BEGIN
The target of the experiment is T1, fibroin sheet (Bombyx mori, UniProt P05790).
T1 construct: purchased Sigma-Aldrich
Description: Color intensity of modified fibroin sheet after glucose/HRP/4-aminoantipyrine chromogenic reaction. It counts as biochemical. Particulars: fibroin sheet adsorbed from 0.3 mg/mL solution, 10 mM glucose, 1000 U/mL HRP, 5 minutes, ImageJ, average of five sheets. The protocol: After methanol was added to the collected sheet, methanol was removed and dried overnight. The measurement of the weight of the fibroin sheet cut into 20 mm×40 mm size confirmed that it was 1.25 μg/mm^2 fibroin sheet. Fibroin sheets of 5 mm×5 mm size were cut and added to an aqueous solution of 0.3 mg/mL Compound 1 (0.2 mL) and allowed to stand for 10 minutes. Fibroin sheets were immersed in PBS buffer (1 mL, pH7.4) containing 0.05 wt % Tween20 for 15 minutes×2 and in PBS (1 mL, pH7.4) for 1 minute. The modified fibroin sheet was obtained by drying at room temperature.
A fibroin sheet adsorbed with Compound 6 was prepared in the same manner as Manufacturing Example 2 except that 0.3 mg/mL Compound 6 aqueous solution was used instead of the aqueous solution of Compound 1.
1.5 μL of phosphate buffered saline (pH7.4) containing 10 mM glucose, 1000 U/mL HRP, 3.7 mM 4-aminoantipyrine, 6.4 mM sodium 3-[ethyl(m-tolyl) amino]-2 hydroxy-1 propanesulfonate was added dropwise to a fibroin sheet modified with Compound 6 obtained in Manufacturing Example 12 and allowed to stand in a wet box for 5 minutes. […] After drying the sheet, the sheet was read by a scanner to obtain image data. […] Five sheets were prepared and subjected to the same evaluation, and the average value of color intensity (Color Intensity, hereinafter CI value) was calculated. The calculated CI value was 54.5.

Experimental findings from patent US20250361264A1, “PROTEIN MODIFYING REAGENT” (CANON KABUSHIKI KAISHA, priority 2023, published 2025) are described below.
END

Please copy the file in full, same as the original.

The target of the experiment is T1, fibroin sheet (Bombyx mori, UniProt P05790).
T1 construct: purchased Sigma-Aldrich
Description: Color intensity of modified fibroin sheet after glucose/HRP/4-aminoantipyrine chromogenic reaction. It counts as biochemical. Particulars: fibroin sheet adsorbed from 0.3 mg/mL solution, 10 mM glucose, 1000 U/mL HRP, 5 minutes, ImageJ, average of five sheets. The protocol: After methanol was added to the collected sheet, methanol was removed and dried overnight. The measurement of the weight of the fibroin sheet cut into 20 mm×40 mm size confirmed that it was 1.25 μg/mm^2 fibroin sheet. Fibroin sheets of 5 mm×5 mm size were cut and added to an aqueous solution of 0.3 mg/mL Compound 1 (0.2 mL) and allowed to stand for 10 minutes. Fibroin sheets were immersed in PBS buffer (1 mL, pH7.4) containing 0.05 wt % Tween20 for 15 minutes×2 and in PBS (1 mL, pH7.4) for 1 minute. The modified fibroin sheet was obtained by drying at room temperature.
A fibroin sheet adsorbed with Compound 6 was prepared in the same manner as Manufacturing Example 2 except that 0.3 mg/mL Compound 6 aqueous solution was used instead of the aqueous solution of Compound 1.
1.5 μL of phosphate buffered saline (pH7.4) containing 10 mM glucose, 1000 U/mL HRP, 3.7 mM 4-aminoantipyrine, 6.4 mM sodium 3-[ethyl(m-tolyl) amino]-2 hydroxy-1 propanesulfonate was added dropwise to a fibroin sheet modified with Compound 6 obtained in Manufacturing Example 12 and allowed to stand in a wet box for 5 minutes. […] After drying the sheet, the sheet was read by a scanner to obtain image data. […] Five sheets were prepared and subjected to the same evaluation, and the average value of color intensity (Color Intensity, hereinafter CI value) was calculated. The calculated CI value was 54.5.

Experimental findings from patent US20250361264A1, “PROTEIN MODIFYING REAGENT” (CANON KABUSHIKI KAISHA, priority 2023, published 2025) are described below.